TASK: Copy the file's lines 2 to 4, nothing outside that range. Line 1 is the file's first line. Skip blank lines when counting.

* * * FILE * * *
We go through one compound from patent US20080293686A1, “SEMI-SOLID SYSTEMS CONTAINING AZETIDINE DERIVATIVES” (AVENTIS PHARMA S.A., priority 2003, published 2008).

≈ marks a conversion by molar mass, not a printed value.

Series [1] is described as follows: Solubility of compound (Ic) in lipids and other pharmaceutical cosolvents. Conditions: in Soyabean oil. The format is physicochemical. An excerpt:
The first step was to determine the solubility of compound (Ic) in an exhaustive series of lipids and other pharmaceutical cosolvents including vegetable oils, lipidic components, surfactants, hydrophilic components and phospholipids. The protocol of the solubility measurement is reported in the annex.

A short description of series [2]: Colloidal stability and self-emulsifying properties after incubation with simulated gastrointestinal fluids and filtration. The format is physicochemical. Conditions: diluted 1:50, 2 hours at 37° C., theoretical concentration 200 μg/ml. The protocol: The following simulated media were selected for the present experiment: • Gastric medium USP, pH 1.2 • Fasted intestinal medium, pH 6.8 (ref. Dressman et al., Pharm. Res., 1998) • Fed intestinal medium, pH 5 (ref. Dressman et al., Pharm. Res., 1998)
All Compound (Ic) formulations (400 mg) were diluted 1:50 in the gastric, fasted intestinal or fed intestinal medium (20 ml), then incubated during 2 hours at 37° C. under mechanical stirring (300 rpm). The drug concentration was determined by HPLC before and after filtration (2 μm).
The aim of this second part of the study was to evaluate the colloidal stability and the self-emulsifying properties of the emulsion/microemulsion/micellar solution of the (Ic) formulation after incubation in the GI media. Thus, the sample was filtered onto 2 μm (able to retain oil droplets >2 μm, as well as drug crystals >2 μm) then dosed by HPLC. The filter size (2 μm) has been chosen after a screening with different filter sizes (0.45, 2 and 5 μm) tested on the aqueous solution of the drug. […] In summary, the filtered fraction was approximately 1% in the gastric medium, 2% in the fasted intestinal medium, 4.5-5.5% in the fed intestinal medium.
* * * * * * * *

≈ marks a conversion by molar mass, not a printed value.

Series [1] is described as follows: Solubility of compound (Ic) in lipids and other pharmaceutical cosolvents. Conditions: in Soyabean oil. The format is physicochemical. An excerpt:
The first step was to determine the solubility of compound (Ic) in an exhaustive series of lipids and other pharmaceutical cosolvents including vegetable oils, lipidic components, surfactants, hydrophilic components and phospholipids. The protocol of the solubility measurement is reported in the annex.